Friday, May 16, 2014

Snap peas and generation gaps

I walked into the staff meeting at the winery last night with a large bag of snap peas, and immediately became the most popular lady in the room. Three of the girls I work with and a couple of the guys came right up and started taking handfuls of peas out of the bag as if it was a cookie jar, oohing and aahing as they bit into the crunchy pods.  After the feeding frenzy I noticed one of my friends tucking what was left in the bag into her purse to take home and eat later.

 I find it heartening that so many 20-somethings are fans of healthy food.  In fact, I love taking excess produce to the winery for that exact reason.

My grandparents' generation ate healthy food which they grew themselves.  The ones who were not land-owning farmers turned parts of their city gardens into growing spaces, whenever possible. My parents' generation, on the other hand, entered adulthood at the exact time large supermarkets came into being, complete with frozen food on Aisle 5, where you could pick up a boxed TV dinner, bring it home, and heat up individual and unique meals for everyone in your family in minutes. 

It was a convenience that took hold, and the result is that many of us born in the 1960's grew up eating that way.

This was, I should add, a purely American phenomenon back then.  When I visited London in the late 1960's as a child, I was amazed when we went shopping with my grandmother.  We visited the butcher, the baker, and the fishmonger.  Paper goods we bought at a local general store. Milk, cream and butter was delivered to the front door every morning. Nowadays of course London has the same giant supermarkets we do, but back then they lagged a good 20 years behind the states.  And they were probably healthier for it.

Anyway, post-war London was the environment my mother grew up in, and so I can somewhat understand her wonderment and willingness to plunge into American Supermarket Life when she moved here and married my American father. We ate hot dogs, fish sticks, TV Dinners and Stouffer's Lasagna on a regular basis.  Our next door neighbors did the same and, in another nod to convenience, ate nothing that was not served on a paper plate, thereby eliminating dishwashing.

And so my generation grew up expecting that kind of convenience, and you'd expect that most of us would simply have passed that onto our own children when we came of age.  And most of us did ... for awhile.  Sometime after the Good Times With No Social Responsibility ended (also known as the 1980's), food became important again.  Trend forecaster Faith Popcorn called it "Nesting."  Staying home more, learning the art of cooking again, and even keeping an herb garden or small veggie patch in your suburban backyard.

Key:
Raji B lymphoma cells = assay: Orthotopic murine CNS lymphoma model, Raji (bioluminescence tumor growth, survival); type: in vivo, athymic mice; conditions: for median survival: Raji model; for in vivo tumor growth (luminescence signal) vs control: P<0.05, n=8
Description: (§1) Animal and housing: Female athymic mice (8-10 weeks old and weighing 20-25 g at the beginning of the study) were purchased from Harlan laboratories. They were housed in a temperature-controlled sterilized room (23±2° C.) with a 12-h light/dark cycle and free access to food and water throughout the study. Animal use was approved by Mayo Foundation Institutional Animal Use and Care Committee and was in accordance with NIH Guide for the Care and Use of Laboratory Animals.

"Nesting" took hold with the financial uncertainties of the 1990s, along with a swing back towards natural ingredients. My generation discovered a lot of the food we'd grown up with in the 1960's was, to speak frankly, crap. Kool-Aid contained Red Dye #3, which caused cancer.  Saccharine, which was supposed to deliver us from the weight-gain of eating real sugar, also was found to cause a variety of health issues. In short, my generation realized that if they continued on the path that our naive but well-meaning parents had put is on, we'd be dead or at least in chemotherapy by age 50.

But if we started the "natural foods" trend, the next generation ran with it and made it the norm.  No longer was eating at McDonalds seen as a healthy dinner option.  No longer would Diet Coke and a can of Pringles be an acceptable lunch. If my generation went back to the land for our food ( while sometimes wistfully remembering the soft, spongy texture of Wonder Bread or the extreme sugary sweetness of a Cherry Coke), my kids' generation turned their back on all that tasty but deadly garbage completely and made endamame, quinoa, pomegranates and locally raised-and-butchered animals the new cool food. And kudos to them for it.

The new "supermarket" in town.

As I sat on the counter of the winery watching this new generation of 20-somethings and young parents fighting over a bunch of fresh snap peas from the garden, I realized that Mother Nature always has a reset button -- a generational one.  My generation pushed it, the next one furthered it along, and now we just have to make sure the new generation -- the toddlers growing up now -- understand the reasons why their grandparents and parents turned their backs on food that wasn't real, and opted for a crisp snap pea over the stale snap of a processed supermarket cookie.

I hope they understand why. I really do.


  1. One of my favorite movies is "Baby Boom" and I think it captures that clash of '80s lifestyles so well. It's funny because my grandparents on one side were about 15 years older than the grandparents on the other. The older set grew up in rural Ohio and were so connected to food, even after the moved to the city. Even though they didn't have a lot of money, my grandma would devote a huge portion of the budget to high quality food from real farms. The younger set could not have been more disconnected. My mom still talks in wonder about the first time she ate a real tomato from my grandpa's (the older one, her father in law's) garden. I'm relieved the pendulum has swung so far back. I just hope it sticks.

    1. That's so interesting. It would be a fascinating sociological study to see how people connect and disconnect with their foods over the years, according to social class, era they grew up in, etc. At some point growing your own food meant you didn't have a lot of money (think the Middle Ages or Early America) and nowadays, growing your own food means you probably do have money as well as education. It just comes down to so much more than food itself, which I find fascinating!